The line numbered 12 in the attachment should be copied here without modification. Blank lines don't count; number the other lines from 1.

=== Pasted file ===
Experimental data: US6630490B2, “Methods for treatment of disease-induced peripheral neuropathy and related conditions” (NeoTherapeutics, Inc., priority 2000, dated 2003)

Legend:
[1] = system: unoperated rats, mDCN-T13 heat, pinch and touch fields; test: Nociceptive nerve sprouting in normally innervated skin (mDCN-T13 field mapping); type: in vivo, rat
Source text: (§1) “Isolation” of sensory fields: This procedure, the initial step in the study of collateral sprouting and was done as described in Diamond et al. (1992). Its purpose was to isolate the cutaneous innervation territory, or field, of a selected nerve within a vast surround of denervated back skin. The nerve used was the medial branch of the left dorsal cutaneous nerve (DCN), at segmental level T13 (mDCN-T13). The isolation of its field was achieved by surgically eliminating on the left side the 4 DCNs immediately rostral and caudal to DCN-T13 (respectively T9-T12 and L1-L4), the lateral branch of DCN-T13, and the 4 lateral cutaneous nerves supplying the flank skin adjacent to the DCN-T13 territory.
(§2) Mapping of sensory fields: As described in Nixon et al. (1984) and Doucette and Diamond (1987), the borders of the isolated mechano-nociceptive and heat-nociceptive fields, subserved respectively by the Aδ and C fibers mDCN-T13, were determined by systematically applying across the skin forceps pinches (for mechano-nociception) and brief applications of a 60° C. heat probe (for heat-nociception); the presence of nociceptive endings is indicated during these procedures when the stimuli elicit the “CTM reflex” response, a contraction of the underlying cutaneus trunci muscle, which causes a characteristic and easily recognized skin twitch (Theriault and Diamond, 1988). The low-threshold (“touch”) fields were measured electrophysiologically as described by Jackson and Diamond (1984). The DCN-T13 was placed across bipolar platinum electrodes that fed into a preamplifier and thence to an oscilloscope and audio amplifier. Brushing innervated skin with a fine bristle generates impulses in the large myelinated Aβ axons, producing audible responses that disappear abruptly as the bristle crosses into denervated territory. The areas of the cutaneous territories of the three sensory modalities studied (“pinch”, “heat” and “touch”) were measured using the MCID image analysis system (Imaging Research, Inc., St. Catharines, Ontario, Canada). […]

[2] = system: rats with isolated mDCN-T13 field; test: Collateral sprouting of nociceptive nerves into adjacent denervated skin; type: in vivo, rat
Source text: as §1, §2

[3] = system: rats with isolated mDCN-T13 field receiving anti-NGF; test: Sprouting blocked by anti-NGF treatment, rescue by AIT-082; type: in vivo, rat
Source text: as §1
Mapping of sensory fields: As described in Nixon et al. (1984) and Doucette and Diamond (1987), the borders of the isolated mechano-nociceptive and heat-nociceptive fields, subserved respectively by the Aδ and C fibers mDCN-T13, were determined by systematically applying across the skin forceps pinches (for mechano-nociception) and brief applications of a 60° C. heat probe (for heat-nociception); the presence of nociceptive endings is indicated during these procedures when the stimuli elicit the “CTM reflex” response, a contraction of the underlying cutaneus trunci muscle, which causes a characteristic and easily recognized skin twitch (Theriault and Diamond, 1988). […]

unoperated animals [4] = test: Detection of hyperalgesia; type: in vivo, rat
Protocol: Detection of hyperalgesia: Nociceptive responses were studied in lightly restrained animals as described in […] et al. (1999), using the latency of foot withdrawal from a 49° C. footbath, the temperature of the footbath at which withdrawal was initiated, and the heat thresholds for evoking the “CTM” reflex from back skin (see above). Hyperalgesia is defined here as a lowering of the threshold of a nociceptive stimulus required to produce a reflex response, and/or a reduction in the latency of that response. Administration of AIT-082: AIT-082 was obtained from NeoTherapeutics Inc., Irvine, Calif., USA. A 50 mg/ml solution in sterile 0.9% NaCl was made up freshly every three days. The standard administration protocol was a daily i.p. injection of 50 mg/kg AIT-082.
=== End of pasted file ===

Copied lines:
Protocol: Detection of hyperalgesia: Nociceptive responses were studied in lightly restrained animals as described in […] et al. (1999), using the latency of foot withdrawal from a 49° C. footbath, the temperature of the footbath at which withdrawal was initiated, and the heat thresholds for evoking the “CTM” reflex from back skin (see above). Hyperalgesia is defined here as a lowering of the threshold of a nociceptive stimulus required to produce a reflex response, and/or a reduction in the latency of that response. Administration of AIT-082: AIT-082 was obtained from NeoTherapeutics Inc., Irvine, Calif., USA. A 50 mg/ml solution in sterile 0.9% NaCl was made up freshly every three days. The standard administration protocol was a daily i.p. injection of 50 mg/kg AIT-082.